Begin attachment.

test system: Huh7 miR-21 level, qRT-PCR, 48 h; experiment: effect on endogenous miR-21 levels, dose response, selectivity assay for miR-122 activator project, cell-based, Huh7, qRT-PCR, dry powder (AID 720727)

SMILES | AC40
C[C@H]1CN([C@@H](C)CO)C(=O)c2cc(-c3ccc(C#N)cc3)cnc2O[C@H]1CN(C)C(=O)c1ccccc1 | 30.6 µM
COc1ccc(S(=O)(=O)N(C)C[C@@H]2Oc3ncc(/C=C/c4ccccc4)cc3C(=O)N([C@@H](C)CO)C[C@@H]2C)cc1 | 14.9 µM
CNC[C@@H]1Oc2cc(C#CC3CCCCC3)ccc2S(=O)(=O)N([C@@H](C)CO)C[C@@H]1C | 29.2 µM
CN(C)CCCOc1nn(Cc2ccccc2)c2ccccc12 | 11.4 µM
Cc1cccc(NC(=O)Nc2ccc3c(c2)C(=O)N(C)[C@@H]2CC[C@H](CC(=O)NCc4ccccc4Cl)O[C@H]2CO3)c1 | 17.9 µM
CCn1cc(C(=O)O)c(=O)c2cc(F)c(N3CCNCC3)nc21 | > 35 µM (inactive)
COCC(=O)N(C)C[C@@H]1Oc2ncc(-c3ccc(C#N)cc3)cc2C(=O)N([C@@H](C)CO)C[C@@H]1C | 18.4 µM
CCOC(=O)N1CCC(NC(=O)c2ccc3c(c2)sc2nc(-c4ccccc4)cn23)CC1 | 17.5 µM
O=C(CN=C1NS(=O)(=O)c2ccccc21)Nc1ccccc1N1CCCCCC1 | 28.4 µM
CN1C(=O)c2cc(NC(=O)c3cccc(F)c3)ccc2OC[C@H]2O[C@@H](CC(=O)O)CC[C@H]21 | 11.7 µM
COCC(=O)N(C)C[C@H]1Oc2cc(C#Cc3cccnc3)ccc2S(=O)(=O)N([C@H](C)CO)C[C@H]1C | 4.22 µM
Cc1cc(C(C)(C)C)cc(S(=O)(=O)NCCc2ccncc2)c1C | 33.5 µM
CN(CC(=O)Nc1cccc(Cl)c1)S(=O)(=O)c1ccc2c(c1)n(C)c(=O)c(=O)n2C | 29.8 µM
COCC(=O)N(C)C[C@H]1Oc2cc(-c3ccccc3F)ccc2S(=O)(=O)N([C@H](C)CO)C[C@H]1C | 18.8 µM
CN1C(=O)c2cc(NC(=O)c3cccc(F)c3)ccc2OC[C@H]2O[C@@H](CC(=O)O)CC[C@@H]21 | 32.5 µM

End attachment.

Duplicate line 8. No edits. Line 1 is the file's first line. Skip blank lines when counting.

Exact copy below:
CCn1cc(C(=O)O)c(=O)c2cc(F)c(N3CCNCC3)nc21 | > 35 µM (inactive)